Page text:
I turn uphill, and the world shifts against me. My legs begin to worry. I imagine the quad muscles like coils on a stove top — quiet and cold at first, then a faint red, creeping up the spectrum and sharpening to orange, and then finally to a temperature so hot the color burns away. I am two miles into my run. I’ve reached the first major climb.
And there are more to come on this trail. I count them in my head. Eight big ones. Immediately my anxiety multiplies by eight. That’s too many.
My quads groan, only halfway up Hill #1. Panicked thoughts flail around me.
You’re not gonna finish this run. You can’t! Not with EIGHT MONSTER HILLS!!!
It’s as though I’m climbing them all simultaneously; somehow the hills have fused together beneath my feet, mutated into some sort of impossible, pandimensional Mega-Hill — a mythical Kraken of sheer uphill horror. I’m doomed.
Then I remind myself: I’m only running one hill right now.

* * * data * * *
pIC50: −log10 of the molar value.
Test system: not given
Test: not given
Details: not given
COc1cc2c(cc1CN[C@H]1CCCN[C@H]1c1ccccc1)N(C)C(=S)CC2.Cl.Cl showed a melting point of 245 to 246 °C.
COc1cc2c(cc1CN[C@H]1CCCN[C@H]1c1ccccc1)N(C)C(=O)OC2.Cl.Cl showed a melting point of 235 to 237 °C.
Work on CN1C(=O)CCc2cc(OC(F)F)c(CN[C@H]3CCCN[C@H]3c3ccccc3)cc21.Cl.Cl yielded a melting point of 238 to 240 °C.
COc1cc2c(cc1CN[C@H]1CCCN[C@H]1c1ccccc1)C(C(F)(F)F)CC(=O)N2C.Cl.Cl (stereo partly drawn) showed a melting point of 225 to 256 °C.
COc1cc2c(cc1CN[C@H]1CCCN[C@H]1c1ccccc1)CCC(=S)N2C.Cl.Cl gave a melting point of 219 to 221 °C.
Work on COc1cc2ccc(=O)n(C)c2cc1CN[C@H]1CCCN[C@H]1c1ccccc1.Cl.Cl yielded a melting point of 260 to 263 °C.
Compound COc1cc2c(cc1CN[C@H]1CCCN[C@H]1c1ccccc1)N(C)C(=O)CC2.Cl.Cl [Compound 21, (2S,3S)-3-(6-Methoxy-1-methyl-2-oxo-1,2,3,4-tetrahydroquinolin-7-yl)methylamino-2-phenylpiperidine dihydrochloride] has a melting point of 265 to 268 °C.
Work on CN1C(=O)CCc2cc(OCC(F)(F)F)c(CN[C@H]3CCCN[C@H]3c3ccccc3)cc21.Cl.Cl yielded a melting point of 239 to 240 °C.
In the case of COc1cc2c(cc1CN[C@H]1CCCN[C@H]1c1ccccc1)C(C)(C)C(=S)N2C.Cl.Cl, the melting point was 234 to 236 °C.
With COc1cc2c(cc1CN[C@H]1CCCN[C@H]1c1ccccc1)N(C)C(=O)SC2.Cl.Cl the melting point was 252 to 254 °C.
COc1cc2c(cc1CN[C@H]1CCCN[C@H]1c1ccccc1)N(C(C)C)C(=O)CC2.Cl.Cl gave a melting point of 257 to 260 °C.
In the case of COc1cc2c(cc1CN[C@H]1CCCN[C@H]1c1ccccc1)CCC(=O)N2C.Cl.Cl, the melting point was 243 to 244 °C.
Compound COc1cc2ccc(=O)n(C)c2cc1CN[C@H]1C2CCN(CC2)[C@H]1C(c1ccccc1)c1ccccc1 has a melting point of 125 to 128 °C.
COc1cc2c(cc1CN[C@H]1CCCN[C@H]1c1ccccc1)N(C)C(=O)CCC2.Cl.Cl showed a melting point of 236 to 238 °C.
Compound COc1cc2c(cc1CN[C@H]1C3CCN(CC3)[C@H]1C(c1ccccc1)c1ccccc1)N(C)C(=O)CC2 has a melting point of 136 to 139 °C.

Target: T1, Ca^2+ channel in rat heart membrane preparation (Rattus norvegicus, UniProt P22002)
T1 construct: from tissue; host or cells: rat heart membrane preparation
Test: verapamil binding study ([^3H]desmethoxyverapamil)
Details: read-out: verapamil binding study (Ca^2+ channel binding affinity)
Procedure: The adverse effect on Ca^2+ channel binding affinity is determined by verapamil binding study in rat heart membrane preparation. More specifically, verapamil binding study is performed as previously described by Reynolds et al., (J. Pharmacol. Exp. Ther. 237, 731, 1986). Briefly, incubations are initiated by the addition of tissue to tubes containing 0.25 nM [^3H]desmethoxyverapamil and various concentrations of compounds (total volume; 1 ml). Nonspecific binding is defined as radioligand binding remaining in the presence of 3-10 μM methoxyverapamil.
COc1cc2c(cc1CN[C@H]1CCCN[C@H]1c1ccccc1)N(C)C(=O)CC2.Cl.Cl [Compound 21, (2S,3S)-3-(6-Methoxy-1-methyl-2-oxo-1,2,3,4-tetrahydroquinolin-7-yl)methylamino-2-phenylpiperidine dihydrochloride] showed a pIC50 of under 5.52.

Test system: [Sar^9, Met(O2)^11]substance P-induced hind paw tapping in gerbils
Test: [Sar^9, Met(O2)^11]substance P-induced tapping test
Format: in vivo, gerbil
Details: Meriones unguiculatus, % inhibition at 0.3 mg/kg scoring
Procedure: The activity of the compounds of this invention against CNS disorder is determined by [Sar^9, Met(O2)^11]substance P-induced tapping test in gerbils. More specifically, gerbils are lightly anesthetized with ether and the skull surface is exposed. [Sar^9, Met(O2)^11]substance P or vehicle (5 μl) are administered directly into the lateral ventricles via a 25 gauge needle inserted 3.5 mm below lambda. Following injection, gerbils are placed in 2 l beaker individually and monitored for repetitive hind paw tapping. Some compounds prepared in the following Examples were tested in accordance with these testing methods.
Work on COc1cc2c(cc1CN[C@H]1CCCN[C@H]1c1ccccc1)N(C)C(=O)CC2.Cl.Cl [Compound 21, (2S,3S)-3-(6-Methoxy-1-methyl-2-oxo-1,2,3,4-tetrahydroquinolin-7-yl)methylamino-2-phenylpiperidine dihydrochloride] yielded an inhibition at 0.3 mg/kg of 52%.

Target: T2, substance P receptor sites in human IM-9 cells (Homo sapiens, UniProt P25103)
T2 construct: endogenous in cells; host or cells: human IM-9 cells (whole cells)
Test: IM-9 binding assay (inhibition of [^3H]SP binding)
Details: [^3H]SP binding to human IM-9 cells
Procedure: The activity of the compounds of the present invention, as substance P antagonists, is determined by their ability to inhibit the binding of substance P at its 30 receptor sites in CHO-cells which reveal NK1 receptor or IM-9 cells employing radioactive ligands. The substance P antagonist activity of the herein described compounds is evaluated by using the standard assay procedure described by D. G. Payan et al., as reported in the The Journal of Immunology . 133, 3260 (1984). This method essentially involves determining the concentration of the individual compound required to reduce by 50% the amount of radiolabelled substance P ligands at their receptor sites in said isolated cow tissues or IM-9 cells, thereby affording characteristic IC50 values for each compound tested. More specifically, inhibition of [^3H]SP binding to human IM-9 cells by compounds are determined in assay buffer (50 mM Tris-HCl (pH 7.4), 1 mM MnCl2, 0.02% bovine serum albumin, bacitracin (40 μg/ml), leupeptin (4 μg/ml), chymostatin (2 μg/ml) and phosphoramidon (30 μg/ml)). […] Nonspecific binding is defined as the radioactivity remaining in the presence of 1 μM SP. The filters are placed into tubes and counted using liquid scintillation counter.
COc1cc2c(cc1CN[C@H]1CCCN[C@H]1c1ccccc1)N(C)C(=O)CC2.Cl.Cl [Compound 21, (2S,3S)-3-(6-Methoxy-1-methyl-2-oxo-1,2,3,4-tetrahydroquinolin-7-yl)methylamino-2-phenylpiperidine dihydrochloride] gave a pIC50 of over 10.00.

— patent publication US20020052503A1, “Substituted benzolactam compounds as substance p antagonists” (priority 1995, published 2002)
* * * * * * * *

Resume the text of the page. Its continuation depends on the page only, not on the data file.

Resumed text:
In fact, that’s the only way you can ever run. One hill at a time. You’re never battling eight hills at once, no matter what your brain is crying out in fear. You run up one, and then it’s behind you. Done. Not so bad.
Up the next. Done.
Each on its own is manageable.
In our everyday lives, we’re so often consumed by what’s next — the next deadline at work, the next phone call to make, the next email to answer, the next errand to run — that it can be a challenge to exist in the present. We project ourselves ahead, ahead, ahead, and our anxieties accumulate like bugs on the windshield of a fast moving car until we risk losing control, blinded and frantic.
To defeat the Kraken, I remember: One hill at a time. Stay in this moment.
Suddenly each one isn’t so bad. I straighten my back, pump my arms.
And clear the summit.